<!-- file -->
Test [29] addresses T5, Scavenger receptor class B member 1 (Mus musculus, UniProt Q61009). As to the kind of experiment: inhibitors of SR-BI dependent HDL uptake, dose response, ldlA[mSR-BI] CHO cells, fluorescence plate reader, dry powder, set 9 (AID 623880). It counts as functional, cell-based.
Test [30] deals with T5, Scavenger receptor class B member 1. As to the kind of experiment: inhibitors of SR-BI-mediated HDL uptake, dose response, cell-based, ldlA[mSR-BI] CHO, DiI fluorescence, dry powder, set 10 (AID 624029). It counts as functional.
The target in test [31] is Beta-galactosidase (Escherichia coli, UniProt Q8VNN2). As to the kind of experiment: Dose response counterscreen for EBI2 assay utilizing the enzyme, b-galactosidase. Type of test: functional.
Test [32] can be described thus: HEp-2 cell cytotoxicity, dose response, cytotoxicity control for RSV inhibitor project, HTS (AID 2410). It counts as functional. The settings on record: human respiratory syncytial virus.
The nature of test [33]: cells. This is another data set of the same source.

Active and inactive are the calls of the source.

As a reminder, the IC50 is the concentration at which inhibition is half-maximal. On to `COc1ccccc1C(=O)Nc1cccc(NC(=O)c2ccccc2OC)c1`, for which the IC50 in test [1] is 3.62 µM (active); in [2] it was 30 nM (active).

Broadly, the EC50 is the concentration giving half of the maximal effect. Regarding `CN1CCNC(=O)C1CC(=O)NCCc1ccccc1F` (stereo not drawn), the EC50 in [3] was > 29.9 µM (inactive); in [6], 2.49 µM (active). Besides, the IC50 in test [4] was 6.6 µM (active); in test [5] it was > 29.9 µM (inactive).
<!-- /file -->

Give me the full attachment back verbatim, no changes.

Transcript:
Test [29] addresses T5, Scavenger receptor class B member 1 (Mus musculus, UniProt Q61009). As to the kind of experiment: inhibitors of SR-BI dependent HDL uptake, dose response, ldlA[mSR-BI] CHO cells, fluorescence plate reader, dry powder, set 9 (AID 623880). It counts as functional, cell-based.
Test [30] deals with T5, Scavenger receptor class B member 1. As to the kind of experiment: inhibitors of SR-BI-mediated HDL uptake, dose response, cell-based, ldlA[mSR-BI] CHO, DiI fluorescence, dry powder, set 10 (AID 624029). It counts as functional.
The target in test [31] is Beta-galactosidase (Escherichia coli, UniProt Q8VNN2). As to the kind of experiment: Dose response counterscreen for EBI2 assay utilizing the enzyme, b-galactosidase. Type of test: functional.
Test [32] can be described thus: HEp-2 cell cytotoxicity, dose response, cytotoxicity control for RSV inhibitor project, HTS (AID 2410). It counts as functional. The settings on record: human respiratory syncytial virus.
The nature of test [33]: cells. This is another data set of the same source.

Active and inactive are the calls of the source.

As a reminder, the IC50 is the concentration at which inhibition is half-maximal. On to `COc1ccccc1C(=O)Nc1cccc(NC(=O)c2ccccc2OC)c1`, for which the IC50 in test [1] is 3.62 µM (active); in [2] it was 30 nM (active).

Broadly, the EC50 is the concentration giving half of the maximal effect. Regarding `CN1CCNC(=O)C1CC(=O)NCCc1ccccc1F` (stereo not drawn), the EC50 in [3] was > 29.9 µM (inactive); in [6], 2.49 µM (active). Besides, the IC50 in test [4] was 6.6 µM (active); in test [5] it was > 29.9 µM (inactive).